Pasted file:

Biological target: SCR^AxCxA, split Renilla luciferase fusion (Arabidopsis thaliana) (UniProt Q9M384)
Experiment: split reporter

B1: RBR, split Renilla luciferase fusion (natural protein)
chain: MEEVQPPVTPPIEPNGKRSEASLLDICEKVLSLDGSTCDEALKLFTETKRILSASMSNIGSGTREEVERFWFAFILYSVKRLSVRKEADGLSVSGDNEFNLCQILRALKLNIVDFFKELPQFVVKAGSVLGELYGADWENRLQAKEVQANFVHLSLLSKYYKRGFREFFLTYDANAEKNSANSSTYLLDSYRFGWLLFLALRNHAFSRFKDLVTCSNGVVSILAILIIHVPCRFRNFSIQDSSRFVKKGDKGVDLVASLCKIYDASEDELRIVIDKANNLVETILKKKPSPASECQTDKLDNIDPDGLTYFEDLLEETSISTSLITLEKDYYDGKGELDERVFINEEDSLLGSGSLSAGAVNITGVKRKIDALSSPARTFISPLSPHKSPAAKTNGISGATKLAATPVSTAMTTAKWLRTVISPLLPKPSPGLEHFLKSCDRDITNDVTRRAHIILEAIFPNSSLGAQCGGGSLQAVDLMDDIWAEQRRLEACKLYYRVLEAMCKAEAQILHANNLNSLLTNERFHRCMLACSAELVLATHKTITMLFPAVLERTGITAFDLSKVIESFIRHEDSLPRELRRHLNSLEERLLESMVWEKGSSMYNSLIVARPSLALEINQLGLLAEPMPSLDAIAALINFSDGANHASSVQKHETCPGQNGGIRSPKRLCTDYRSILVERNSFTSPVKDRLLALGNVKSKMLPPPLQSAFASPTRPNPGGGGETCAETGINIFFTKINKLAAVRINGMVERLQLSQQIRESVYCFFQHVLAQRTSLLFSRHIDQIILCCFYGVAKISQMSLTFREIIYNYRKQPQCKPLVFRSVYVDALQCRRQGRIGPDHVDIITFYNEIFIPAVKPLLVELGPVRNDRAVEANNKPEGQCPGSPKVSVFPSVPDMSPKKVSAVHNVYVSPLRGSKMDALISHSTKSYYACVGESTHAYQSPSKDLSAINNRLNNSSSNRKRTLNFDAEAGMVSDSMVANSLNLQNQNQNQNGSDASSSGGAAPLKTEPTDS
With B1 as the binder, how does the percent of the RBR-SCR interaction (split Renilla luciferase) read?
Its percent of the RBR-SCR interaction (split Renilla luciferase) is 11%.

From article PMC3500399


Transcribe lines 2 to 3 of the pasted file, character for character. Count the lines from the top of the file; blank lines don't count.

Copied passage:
Experiment: split reporter

B1: RBR, split Renilla luciferase fusion (natural protein)